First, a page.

June 5, 2012
MANILA, Philippines – Sen. Francis “Kiko” Pangilinan on Tuesday said he is open to the idea of bringing an outsider to become the new Chief Justice.
Speaking to ANC, Pangilinan said allowing an outsider to become the head of the country’s judiciary could bring about different results in the country’s justice system.
“In the same way that the President was an outsider…He was never part of the choices until the last moment. I am not saying it will apply here but it happens that there are different paths and routes to the top,” he said.
“Maybe we should be open to creative, non-traditional approaches…We have to be ready to do things differently. We have to be willing to take risks, think outside of the box,” he added.
The search for the next Chief Justice officially began yesterday with the convening of the Judicial and Bar Council. The new chief magistrate will replace Renato Corona, who was removed from office after being convicted for failure to truthfully disclose his assets in his SALNs.
President Aquino has 90 days to appoint a new chief justice.
Pangilinan said he does not agree with proposals that the President should not choose a member of his Cabinet to replace Corona. Earlier reports said Bureau of Internal Revenue chief Kim Henares and Justice Secretary Leila de Lima are possible candidates for the chief justice post.
“Well, I am inclined not to (agree). You bring them all in and let the process, the vetting happen. Bring as many as possible, as many choices and select the best. I’d rather not exclude anyone. Let’s listen to public interviews, see how they defend themselves… then we can make a better judgment,” he said.
He added that he is not backing anyone for the position.
Open up JBC deliberations
The senator also urged the JBC to open up its deliberations for the next chief justice to the public.
Pangilinan, a former member of the JBC, said deliberations for the position of chief justice have been shrouded in secrecy, leading some to question the vetting process.
The senator said when he was still part of the JBC, he pushed for the amendment to make the interviews of aspirants for the position of chief justice open to the public.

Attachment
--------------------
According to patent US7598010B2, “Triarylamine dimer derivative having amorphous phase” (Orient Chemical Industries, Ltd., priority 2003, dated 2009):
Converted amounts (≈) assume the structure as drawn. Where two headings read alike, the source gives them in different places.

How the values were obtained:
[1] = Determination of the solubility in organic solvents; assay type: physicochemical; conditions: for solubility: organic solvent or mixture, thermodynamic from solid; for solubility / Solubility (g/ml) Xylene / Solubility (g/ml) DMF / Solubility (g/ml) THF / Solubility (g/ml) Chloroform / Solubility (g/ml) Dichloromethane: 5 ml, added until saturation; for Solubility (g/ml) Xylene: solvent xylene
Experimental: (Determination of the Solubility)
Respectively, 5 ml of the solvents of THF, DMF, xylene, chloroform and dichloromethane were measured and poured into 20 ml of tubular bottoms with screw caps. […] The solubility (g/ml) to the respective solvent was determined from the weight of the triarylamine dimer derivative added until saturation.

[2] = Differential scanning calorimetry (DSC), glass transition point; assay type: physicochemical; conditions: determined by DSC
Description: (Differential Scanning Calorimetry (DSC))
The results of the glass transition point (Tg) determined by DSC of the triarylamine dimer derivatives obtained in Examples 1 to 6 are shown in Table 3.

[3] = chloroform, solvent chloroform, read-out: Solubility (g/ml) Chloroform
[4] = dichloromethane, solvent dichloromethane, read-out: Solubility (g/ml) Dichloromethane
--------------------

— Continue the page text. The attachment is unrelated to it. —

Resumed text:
He also pushed for stricter rules for the vetting process including the hiring of psychologists and special investigators to check on the aspirants.
“We have provisions in our rules that allow for psychologists to be hired but because of budgetary constraints, this has not happened. Also investigators. The JBC must have separate investigators hindi lang relying on the [National Bureau of Investigation]. Create a separate pool of investigators so you can really weed out the misfits and accept the best and the brightest and those with integrity,” he said.
Low conviction breeds ‘culture of compassion’
In the interview, Pangilinan said the President should convene the Judicial Executive Legislative Advisory and Consultative Council (JELACC) immediately after a new chief justice is appointed.
He said the JELACC could immediately address the budget of the judiciary which, he said, should be doubled.
“We want to see judiciary’s budget doubled to 2% of the national budget. That’s around P10 billion spread out to 5 years. If we spend P26 billion for irrigation and P20 billion for the conditional cash transfer for 1 year, what’s 10 billion in 5 years?” he said.
“We need to create more courts, hire more justices and judges and fill up vacancies and modernize the system,” he added.
The senator also noted that the average case life in the country is 6 years, without including the appeals process. He said the problem is due to a number of factors including lack of judges and prosecutors.
Twenty-five percent of the country’s courts do not have a judge, he said.
Pangilinan said another problem hobbling the country’s justice system is its low conviction rate. He said Hong Kong boasts of a 79% conviction rate on corruption cases, compared to only 20% in the Philippines.
“What will the criminals say e wala naman nahuhuli? We can get away with it. The respect for the rule of law is undermined by a system of justice that is antiquated and not modernized,” he said.
He said the low conviction rate has also led many Filipinos to feel sorry for people who are convicted.
He added: “This ‘awa’ thing is cultural. Not many are punished anyway. If 80% are convicted, then the awa is gone. E lahat naman napaparusahan. Kapag kaunti lang ang napaparusahan, maaawa ka.”
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